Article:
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The Arts

Latchis Theatre to screen documentary

‘Not My Life’ benefit for anti-human trafficking organization Polaris Project

BRATTLEBORO—Over its 10 years, Polaris has worked to raise awareness of human trafficking and build infrastructure to eradicate the practice.

The organization has trained law enforcement and worked with the U.S. Department of Justice, Department Of Defense, Immigration and Customs Enforcement, the Department of Health and Human Services, and other non-government organizations (NGOs).

The Latchis will sponsor two benefit screenings of the documentary “Not My Life” on October 6 and 7 at 4 p.m.

The event will benefit ev the National Human Trafficking Hotline (1-888-3737-888) operated by Polaris Project, leading anti-human trafficking organization (www.PolarisProject.org). The introduction and question-and-answer will be hosted by Mei-Mei Ellerman, Ph.D., Polaris Board Member, Emerita.

According to a press release from Ellerman, “today, over 20 million individuals — children, women, and men — are trapped in modern slavery in every country on the planet. Human trafficking is the second largest and fastest growing criminal industry, driven by profit [billions of dollars per year], and the demand [for cheap labor and products, and sex].”

“Not My Life,” by Oscar Nominee Robert Bilheimer is narrated by Glenn Close and focuses on the trafficking of children worldwide. Over four years and five continents, the film examines the diversity “of one of the worst forms of human rights abuse in our times, and many of the underlying issues.”

Co-founders Derek Ellerman and Katherine Chon named the Polaris Project after the North Star that guided early-American slaves north.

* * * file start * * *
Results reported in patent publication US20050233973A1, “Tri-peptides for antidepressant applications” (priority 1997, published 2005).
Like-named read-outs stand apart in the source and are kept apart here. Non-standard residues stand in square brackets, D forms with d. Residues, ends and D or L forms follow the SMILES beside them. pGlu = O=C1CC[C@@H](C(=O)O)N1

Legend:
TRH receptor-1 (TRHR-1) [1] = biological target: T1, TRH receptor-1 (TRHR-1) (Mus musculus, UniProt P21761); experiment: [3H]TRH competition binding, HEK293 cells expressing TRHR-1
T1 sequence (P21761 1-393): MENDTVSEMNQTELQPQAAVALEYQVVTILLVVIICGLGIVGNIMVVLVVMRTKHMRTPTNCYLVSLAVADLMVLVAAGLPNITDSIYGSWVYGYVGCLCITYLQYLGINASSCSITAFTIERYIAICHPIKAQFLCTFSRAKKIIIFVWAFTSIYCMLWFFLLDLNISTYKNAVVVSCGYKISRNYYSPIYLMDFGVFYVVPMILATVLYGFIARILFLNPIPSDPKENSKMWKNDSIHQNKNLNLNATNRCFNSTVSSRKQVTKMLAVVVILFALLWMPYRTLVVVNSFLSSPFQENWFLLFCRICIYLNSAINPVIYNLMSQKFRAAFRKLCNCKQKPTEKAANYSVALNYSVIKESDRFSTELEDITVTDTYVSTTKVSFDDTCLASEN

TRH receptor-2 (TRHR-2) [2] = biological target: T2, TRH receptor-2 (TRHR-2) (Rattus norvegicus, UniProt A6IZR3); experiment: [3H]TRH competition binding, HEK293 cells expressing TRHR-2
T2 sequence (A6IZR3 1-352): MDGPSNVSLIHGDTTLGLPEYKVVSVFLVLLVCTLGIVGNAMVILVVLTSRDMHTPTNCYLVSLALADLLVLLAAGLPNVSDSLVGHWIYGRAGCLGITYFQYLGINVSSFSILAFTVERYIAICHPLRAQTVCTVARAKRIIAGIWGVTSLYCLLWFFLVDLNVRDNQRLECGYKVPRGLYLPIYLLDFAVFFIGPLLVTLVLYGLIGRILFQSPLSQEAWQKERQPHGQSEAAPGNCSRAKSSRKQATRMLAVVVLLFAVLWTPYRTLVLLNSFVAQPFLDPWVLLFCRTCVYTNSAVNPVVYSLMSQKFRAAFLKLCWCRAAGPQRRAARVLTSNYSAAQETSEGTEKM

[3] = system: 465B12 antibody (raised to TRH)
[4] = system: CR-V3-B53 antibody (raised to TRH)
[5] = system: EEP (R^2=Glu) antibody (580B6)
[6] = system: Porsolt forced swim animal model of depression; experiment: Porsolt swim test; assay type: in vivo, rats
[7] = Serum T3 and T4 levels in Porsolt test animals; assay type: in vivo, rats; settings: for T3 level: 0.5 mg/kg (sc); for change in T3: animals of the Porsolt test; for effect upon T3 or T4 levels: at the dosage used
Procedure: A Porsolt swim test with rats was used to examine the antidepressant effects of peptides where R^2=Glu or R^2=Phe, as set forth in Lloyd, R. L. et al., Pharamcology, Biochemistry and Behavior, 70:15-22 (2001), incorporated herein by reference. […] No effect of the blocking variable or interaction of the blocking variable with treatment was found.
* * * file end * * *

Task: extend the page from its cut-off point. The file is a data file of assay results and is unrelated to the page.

Mei-Mei Ellerman said Polaris’ “holistic and comprehensive” approach to the issue and helping victims of trafficking contributes to the organization’s success.

The government awarded Polaris the National Human Trafficking Hotline number, 1-888-3737-888, in 2007.

The greatest volume of calls to the hotline number comes from California. The state with the second highest volume is Texas. Texas requires establishments serving alcohol to post the number. This includes brothels masquerading as other businesses, such as cantina bars and massage parlors, said Ellerman.

Some calls have come from Johns reporting children working in the brothels.

Despite feeling it’s acceptable to pay for an adult prostitute, something “stirred their conscience” when they witnessed children in the brothels, said Ellerman.

Polaris aims to create a single global anti-trafficking hotline number, said Ellerman.

In honor of Polaris Project’s 10th anniversary, Ellerman has made a personal pledge to raise $300,000 for the National Human Trafficking Hotline.

She has raised more than $27,000 so far.

“The call volume is exploding,” said Ellerman in a press release. “As all the government agencies such as HHS, DOJ, DOD, the FBI, and Immigration, as well as many states and other agencies, are putting out our number as the one to contact: 1-888-3737-888.”

“We have already increased the team of first responders three-fold since late 2008 and desperately need to hire and train many more individuals,” she said.

To learn more about the film, visit www.notmylife.org.

To donate to Polaris as part of Ellerman’s pledge, visit https://org2.democracyinaction.org/o/5417/t/12125/my/donate.jsp?supporter_my_donate_page_KEY=3486.

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Originally published in The Commons issue #172 (Wednesday, October 3, 2012).

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